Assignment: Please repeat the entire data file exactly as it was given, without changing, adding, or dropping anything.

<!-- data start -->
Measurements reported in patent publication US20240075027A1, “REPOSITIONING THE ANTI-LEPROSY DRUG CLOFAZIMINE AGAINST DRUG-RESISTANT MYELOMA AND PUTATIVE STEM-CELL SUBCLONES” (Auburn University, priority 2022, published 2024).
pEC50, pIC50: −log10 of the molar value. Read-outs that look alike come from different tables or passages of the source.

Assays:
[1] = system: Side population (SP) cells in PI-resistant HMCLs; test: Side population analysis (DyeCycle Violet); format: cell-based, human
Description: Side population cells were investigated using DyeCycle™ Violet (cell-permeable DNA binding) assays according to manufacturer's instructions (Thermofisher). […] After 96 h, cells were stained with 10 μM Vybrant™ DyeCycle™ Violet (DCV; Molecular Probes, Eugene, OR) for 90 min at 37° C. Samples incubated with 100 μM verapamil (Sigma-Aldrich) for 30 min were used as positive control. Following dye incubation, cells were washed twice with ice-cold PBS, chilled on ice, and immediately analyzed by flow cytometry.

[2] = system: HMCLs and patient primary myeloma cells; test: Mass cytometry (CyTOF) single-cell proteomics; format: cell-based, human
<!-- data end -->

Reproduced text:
Measurements reported in patent publication US20240075027A1, “REPOSITIONING THE ANTI-LEPROSY DRUG CLOFAZIMINE AGAINST DRUG-RESISTANT MYELOMA AND PUTATIVE STEM-CELL SUBCLONES” (Auburn University, priority 2022, published 2024).
pEC50, pIC50: −log10 of the molar value. Read-outs that look alike come from different tables or passages of the source.

Assays:
[1] = system: Side population (SP) cells in PI-resistant HMCLs; test: Side population analysis (DyeCycle Violet); format: cell-based, human
Description: Side population cells were investigated using DyeCycle™ Violet (cell-permeable DNA binding) assays according to manufacturer's instructions (Thermofisher). […] After 96 h, cells were stained with 10 μM Vybrant™ DyeCycle™ Violet (DCV; Molecular Probes, Eugene, OR) for 90 min at 37° C. Samples incubated with 100 μM verapamil (Sigma-Aldrich) for 30 min were used as positive control. Following dye incubation, cells were washed twice with ice-cold PBS, chilled on ice, and immediately analyzed by flow cytometry.

[2] = system: HMCLs and patient primary myeloma cells; test: Mass cytometry (CyTOF) single-cell proteomics; format: cell-based, human